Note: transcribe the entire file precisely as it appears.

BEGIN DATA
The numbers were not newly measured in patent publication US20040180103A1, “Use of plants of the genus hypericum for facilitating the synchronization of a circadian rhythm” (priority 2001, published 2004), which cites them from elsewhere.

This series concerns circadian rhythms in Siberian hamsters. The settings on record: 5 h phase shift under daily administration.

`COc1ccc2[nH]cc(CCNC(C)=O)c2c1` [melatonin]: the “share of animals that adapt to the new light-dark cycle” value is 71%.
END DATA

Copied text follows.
The numbers were not newly measured in patent publication US20040180103A1, “Use of plants of the genus hypericum for facilitating the synchronization of a circadian rhythm” (priority 2001, published 2004), which cites them from elsewhere.

This series concerns circadian rhythms in Siberian hamsters. The settings on record: 5 h phase shift under daily administration.

`COc1ccc2[nH]cc(CCNC(C)=O)c2c1` [melatonin]: the “share of animals that adapt to the new light-dark cycle” value is 71%.